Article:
Unit iii

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Unit iii

  1. 1. Unit IIIAPPROACHES TO TOTAL QUALITY
  2. 2. Primary approach Adaptation and deployment of a suitable quality improvement model, keeping in view the improvement needs and competition. Reason for adopting TQM - primarily to increase domestic and global competitiveness. There is need for clear, consistent and persistent leadership to introduce TQM principles. TQM can be implemented through a well- developed Total Quality system model.
  3. 3. Basic Elements of TQM strategy Concept of „customer-first‟ and listening to customers. Customer-focused vision, and strategic goals Care for employees and trust-building Creation of a Learning Organization for change and continuous improvement Leadership to remove barriers to achieving TQ Plans and measurement of result.
  4. 4. Deming Management Philosophy Propounded by W. Edwards Deming Was a statistician at Western Electric in 1930s During World War II – he taught quality control courses as part of national defense effort Taught engineers but failed to reach top management 1950s – he was invited to Japan to introduce statistical quality control concepts Mid 1970s – quality of Japanese products exceeded that of the West. He was practically unknown in the US till 1980.
  5. 5. Deming Management Philosophy He never really defined quality. “ a product or service possesses quality if it helps somebody and enjoys a good and sustainable market.” High quality High productivity long-term competitive strength Deming‟s Philosophy – “A System of Profound Knowledge” which consists of 4 parts;  Appreciation for a system  Understanding process variation  Theory of knowledge  Psychology
  6. 6. Deming‟s Philosophy1. Systems: A set of functions or activities that work together to achieve organizational goals A system must have an aim for everybody to gain over the long term– stockholders, employees, customers, community and environment Components of a system must work together for effectiveness Subsystems and people who work in them must be interrelated Management‟s job is to optimize the system. Systems require co-operation. Competition may be destructive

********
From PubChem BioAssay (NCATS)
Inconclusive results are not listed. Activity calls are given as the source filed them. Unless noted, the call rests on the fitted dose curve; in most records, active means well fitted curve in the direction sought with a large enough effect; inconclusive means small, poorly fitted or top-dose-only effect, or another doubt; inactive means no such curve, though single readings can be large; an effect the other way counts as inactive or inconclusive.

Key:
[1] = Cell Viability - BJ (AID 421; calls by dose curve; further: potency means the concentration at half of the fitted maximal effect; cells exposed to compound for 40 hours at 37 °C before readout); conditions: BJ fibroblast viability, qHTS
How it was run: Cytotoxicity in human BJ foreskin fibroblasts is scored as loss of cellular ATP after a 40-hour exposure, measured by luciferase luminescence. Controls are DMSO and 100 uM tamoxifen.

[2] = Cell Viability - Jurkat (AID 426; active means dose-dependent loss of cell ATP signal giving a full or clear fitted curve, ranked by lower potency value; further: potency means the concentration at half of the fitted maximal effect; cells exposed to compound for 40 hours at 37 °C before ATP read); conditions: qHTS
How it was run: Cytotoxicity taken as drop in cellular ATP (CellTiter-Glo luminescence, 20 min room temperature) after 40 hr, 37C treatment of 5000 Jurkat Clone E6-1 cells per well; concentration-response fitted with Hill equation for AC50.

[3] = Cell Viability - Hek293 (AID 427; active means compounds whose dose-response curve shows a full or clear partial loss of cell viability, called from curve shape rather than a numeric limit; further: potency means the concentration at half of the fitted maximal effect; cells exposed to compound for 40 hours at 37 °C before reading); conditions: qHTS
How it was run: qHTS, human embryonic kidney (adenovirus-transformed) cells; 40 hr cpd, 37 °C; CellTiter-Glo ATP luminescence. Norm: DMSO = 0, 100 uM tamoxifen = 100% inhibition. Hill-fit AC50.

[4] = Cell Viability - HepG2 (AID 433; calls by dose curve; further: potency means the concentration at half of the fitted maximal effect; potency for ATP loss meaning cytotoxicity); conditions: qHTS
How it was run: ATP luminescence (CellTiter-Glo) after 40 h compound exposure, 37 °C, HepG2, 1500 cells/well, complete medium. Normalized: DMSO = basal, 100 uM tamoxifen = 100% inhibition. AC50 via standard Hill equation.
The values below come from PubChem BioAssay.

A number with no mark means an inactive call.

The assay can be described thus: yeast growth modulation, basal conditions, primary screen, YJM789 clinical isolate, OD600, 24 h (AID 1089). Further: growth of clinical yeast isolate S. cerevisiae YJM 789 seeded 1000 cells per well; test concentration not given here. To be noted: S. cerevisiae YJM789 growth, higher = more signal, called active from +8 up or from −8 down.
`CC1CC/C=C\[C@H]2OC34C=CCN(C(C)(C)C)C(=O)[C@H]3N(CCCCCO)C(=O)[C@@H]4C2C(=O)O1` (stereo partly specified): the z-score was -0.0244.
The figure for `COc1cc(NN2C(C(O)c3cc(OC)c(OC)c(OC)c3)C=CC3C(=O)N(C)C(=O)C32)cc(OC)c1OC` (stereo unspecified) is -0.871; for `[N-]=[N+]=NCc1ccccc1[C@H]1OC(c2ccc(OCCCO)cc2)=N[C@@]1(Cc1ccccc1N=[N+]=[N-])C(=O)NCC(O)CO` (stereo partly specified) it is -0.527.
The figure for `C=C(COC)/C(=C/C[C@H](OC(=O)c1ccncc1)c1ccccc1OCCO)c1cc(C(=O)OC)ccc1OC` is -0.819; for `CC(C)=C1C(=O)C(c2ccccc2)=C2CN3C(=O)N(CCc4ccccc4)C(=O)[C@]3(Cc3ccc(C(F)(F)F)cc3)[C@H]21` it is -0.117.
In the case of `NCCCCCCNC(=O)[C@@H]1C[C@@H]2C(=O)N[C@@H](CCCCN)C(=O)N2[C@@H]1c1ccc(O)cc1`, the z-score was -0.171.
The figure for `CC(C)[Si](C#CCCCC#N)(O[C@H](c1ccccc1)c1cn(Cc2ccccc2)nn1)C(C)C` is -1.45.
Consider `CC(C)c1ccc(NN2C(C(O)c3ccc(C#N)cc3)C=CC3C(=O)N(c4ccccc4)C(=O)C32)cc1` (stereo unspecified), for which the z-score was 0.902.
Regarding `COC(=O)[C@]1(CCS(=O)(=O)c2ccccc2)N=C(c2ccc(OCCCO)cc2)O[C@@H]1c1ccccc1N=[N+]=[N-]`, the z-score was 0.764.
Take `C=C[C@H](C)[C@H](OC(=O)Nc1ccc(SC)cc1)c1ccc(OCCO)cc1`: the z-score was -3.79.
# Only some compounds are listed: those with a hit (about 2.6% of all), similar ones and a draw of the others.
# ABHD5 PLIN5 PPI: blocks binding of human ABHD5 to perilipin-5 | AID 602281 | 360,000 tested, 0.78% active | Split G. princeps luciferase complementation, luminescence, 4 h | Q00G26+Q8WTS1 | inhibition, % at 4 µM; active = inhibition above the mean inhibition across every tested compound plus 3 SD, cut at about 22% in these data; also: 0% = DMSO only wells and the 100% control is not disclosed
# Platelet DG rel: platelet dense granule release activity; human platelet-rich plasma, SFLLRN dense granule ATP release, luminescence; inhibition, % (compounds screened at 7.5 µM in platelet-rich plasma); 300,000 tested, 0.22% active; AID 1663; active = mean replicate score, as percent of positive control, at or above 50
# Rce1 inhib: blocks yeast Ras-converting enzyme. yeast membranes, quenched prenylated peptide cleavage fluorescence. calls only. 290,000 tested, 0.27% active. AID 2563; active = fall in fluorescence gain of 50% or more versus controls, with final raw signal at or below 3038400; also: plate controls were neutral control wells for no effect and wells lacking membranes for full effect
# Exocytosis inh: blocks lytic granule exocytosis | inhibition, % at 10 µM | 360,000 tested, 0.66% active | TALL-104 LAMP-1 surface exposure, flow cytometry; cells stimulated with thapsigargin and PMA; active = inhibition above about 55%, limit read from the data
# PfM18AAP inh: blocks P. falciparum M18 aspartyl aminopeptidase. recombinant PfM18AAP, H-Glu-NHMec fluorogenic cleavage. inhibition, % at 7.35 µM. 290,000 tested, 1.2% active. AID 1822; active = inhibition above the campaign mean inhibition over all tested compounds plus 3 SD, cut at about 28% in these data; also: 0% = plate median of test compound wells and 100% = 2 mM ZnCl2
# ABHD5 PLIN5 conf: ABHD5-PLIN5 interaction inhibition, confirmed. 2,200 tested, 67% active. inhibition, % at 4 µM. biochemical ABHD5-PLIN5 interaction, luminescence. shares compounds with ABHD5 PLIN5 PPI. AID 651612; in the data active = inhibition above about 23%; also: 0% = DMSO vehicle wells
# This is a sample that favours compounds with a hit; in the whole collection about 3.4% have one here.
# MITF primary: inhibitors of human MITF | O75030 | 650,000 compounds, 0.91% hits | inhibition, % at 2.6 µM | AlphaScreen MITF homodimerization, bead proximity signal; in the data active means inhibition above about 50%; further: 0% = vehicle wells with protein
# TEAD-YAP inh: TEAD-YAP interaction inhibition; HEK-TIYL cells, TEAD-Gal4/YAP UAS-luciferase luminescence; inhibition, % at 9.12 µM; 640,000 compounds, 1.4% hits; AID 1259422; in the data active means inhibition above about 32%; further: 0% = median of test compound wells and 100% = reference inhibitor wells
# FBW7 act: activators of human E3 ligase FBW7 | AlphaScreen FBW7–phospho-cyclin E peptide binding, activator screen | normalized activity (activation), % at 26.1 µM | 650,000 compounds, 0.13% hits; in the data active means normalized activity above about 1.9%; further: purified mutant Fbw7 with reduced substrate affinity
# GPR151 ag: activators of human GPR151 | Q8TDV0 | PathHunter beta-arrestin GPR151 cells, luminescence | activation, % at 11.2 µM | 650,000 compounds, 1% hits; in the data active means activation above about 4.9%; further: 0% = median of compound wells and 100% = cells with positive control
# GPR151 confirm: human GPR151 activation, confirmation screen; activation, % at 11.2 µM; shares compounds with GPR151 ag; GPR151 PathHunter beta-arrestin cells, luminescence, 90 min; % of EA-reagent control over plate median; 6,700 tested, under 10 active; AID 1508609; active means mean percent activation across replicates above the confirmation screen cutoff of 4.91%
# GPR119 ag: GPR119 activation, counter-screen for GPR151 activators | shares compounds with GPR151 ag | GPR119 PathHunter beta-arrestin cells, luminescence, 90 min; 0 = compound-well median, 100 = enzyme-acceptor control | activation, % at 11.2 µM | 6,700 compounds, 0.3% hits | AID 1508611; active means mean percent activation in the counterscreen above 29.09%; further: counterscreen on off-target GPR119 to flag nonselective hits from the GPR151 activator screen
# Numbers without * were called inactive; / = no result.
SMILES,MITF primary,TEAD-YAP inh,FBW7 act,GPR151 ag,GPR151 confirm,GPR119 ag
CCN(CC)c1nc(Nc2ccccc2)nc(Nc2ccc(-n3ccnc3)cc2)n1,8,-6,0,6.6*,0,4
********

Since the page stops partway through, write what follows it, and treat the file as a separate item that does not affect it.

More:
7. 7. Deming‟s Philosophy2. Understanding process variation: No two outputs from any production process are exactly alike. Variation may be due to difference in material, tools, machinery, settings, operators, etc. and are difficult to comprehend. Common causes of variation - Factors present as a natural part of the process (80-90%) Special causes of variation – arise from external sources, thus not inherent in the process (10-20%)
  8. 8. Deming‟s Philosophy2. Understanding process variation: Common Causes of variation Special Causes of variation ›Inherent in the process ›External to the process ›Account for 80-90% of ›Account for 10-20% of observed variations observed variations ›Arise from variation in ›Arise from variation in quality methods, machines, etc. of material, poor training, etc. ›System governed only by ›System governed by special common causes is stable causes is unstable and disrupts and performance can be predictable pattern predicted ›If management ignores them, ›If management tries to fix they miss the opportunity to it, variation may increase. improve.
  9. 9. Deming‟s Philosophy2. Understanding process variation: Variation is the root cause of poor quality Variation increases the cost of doing business By minimizing variation, everybody benefits To reduce common cause variation – change technology of the process Pressurizing workers to perform at high quality can lead to frustration Special cause variation – can be corrected through training and management support
  10. 10. Deming‟s Philosophy3. Theory of knowledge: Concerned with nature and scope of knowledge, its presuppositions, and general reliability of claims to knowledge. Deming was influenced by Irving Lewis who stated that there is no knowledge without interpretation, the latter being an activity of the mind subject to further experience. Management decisions must be driven by facts, data, and justifiable theories, not solely by opinions. Good theories supported by data can establish cause- effect relationship, used for prediction. Theory explains why things happen.
  11. 11. Deming‟s Philosophy4. Psychology: It helps understand people, interactions between people and circumstances, between leaders and employees, etc. Psychology helps nurture and preserve people‟s positive innate attributes. Deming‟s contribution was in bringing together some basic concepts already developed by others in the field.
  12. 12. Deming – 14 Points for ManagementIntroduction: These points were devised during an era when organisations were ruled by autocratic managers, driven by short-term profits and little focus or interest in quality improvement. These points, even today, provide important insights for managers. Failure to heed them might lead to repetition of the mistakes made in the past.